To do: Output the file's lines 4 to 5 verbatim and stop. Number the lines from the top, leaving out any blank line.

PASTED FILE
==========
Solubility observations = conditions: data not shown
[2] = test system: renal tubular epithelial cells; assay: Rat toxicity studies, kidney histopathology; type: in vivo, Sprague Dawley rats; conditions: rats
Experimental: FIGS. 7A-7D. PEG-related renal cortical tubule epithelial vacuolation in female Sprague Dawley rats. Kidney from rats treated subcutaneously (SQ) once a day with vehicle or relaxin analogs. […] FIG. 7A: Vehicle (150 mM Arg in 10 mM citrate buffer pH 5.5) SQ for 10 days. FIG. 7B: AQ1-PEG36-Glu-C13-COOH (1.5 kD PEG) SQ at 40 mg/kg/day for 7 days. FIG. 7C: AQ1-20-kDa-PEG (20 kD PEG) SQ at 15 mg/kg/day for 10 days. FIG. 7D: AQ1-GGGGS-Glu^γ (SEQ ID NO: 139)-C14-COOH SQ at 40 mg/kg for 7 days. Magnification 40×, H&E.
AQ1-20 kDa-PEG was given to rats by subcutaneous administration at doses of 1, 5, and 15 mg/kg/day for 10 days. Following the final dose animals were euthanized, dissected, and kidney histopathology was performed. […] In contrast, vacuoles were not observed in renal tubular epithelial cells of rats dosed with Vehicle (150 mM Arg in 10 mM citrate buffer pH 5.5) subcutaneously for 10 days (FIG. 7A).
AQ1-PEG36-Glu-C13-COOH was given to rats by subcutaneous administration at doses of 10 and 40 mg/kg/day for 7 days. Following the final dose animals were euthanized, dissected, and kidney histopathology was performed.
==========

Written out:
AQ1-20 kDa-PEG was given to rats by subcutaneous administration at doses of 1, 5, and 15 mg/kg/day for 10 days. Following the final dose animals were euthanized, dissected, and kidney histopathology was performed. […] In contrast, vacuoles were not observed in renal tubular epithelial cells of rats dosed with Vehicle (150 mM Arg in 10 mM citrate buffer pH 5.5) subcutaneously for 10 days (FIG. 7A).
AQ1-PEG36-Glu-C13-COOH was given to rats by subcutaneous administration at doses of 10 and 40 mg/kg/day for 7 days. Following the final dose animals were euthanized, dissected, and kidney histopathology was performed.